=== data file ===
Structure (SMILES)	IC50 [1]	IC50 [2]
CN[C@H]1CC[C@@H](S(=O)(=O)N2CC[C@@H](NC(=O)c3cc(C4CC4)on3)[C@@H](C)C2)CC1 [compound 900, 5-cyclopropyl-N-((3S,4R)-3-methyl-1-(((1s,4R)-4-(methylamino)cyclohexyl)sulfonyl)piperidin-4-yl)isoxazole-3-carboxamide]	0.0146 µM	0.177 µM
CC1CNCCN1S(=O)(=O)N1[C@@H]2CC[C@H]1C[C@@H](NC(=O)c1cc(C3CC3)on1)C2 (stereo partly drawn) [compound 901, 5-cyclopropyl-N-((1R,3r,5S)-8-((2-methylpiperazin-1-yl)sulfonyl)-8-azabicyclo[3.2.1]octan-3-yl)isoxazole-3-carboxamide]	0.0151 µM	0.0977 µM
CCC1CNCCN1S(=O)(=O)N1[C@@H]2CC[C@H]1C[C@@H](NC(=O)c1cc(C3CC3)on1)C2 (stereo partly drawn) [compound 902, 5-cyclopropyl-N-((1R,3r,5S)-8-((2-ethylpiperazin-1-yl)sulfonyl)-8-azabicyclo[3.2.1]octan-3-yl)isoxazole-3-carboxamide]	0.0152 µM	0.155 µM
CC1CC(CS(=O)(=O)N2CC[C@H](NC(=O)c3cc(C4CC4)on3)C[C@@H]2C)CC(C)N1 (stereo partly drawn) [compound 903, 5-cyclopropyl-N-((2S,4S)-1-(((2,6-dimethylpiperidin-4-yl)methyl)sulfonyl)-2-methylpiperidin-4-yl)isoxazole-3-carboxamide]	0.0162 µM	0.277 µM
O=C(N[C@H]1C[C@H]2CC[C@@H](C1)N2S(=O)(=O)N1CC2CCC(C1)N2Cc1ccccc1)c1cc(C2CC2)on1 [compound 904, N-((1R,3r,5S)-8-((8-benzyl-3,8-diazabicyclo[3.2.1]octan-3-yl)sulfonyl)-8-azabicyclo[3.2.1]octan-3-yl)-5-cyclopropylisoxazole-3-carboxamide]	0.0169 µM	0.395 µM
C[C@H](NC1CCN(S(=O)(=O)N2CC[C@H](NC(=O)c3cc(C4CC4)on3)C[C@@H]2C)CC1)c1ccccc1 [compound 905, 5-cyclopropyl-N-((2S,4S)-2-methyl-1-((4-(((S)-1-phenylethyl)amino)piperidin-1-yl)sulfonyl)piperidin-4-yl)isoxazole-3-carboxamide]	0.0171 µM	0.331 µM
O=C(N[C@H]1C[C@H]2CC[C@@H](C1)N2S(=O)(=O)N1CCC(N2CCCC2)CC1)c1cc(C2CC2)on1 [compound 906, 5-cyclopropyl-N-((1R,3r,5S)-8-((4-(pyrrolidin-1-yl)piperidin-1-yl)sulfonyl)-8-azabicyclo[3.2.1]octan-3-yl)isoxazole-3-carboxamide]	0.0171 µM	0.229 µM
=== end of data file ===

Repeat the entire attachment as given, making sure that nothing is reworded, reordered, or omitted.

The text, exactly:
Structure (SMILES)	IC50 [1]	IC50 [2]
CN[C@H]1CC[C@@H](S(=O)(=O)N2CC[C@@H](NC(=O)c3cc(C4CC4)on3)[C@@H](C)C2)CC1 [compound 900, 5-cyclopropyl-N-((3S,4R)-3-methyl-1-(((1s,4R)-4-(methylamino)cyclohexyl)sulfonyl)piperidin-4-yl)isoxazole-3-carboxamide]	0.0146 µM	0.177 µM
CC1CNCCN1S(=O)(=O)N1[C@@H]2CC[C@H]1C[C@@H](NC(=O)c1cc(C3CC3)on1)C2 (stereo partly drawn) [compound 901, 5-cyclopropyl-N-((1R,3r,5S)-8-((2-methylpiperazin-1-yl)sulfonyl)-8-azabicyclo[3.2.1]octan-3-yl)isoxazole-3-carboxamide]	0.0151 µM	0.0977 µM
CCC1CNCCN1S(=O)(=O)N1[C@@H]2CC[C@H]1C[C@@H](NC(=O)c1cc(C3CC3)on1)C2 (stereo partly drawn) [compound 902, 5-cyclopropyl-N-((1R,3r,5S)-8-((2-ethylpiperazin-1-yl)sulfonyl)-8-azabicyclo[3.2.1]octan-3-yl)isoxazole-3-carboxamide]	0.0152 µM	0.155 µM
CC1CC(CS(=O)(=O)N2CC[C@H](NC(=O)c3cc(C4CC4)on3)C[C@@H]2C)CC(C)N1 (stereo partly drawn) [compound 903, 5-cyclopropyl-N-((2S,4S)-1-(((2,6-dimethylpiperidin-4-yl)methyl)sulfonyl)-2-methylpiperidin-4-yl)isoxazole-3-carboxamide]	0.0162 µM	0.277 µM
O=C(N[C@H]1C[C@H]2CC[C@@H](C1)N2S(=O)(=O)N1CC2CCC(C1)N2Cc1ccccc1)c1cc(C2CC2)on1 [compound 904, N-((1R,3r,5S)-8-((8-benzyl-3,8-diazabicyclo[3.2.1]octan-3-yl)sulfonyl)-8-azabicyclo[3.2.1]octan-3-yl)-5-cyclopropylisoxazole-3-carboxamide]	0.0169 µM	0.395 µM
C[C@H](NC1CCN(S(=O)(=O)N2CC[C@H](NC(=O)c3cc(C4CC4)on3)C[C@@H]2C)CC1)c1ccccc1 [compound 905, 5-cyclopropyl-N-((2S,4S)-2-methyl-1-((4-(((S)-1-phenylethyl)amino)piperidin-1-yl)sulfonyl)piperidin-4-yl)isoxazole-3-carboxamide]	0.0171 µM	0.331 µM
O=C(N[C@H]1C[C@H]2CC[C@@H](C1)N2S(=O)(=O)N1CCC(N2CCCC2)CC1)c1cc(C2CC2)on1 [compound 906, 5-cyclopropyl-N-((1R,3r,5S)-8-((4-(pyrrolidin-1-yl)piperidin-1-yl)sulfonyl)-8-azabicyclo[3.2.1]octan-3-yl)isoxazole-3-carboxamide]	0.0171 µM	0.229 µM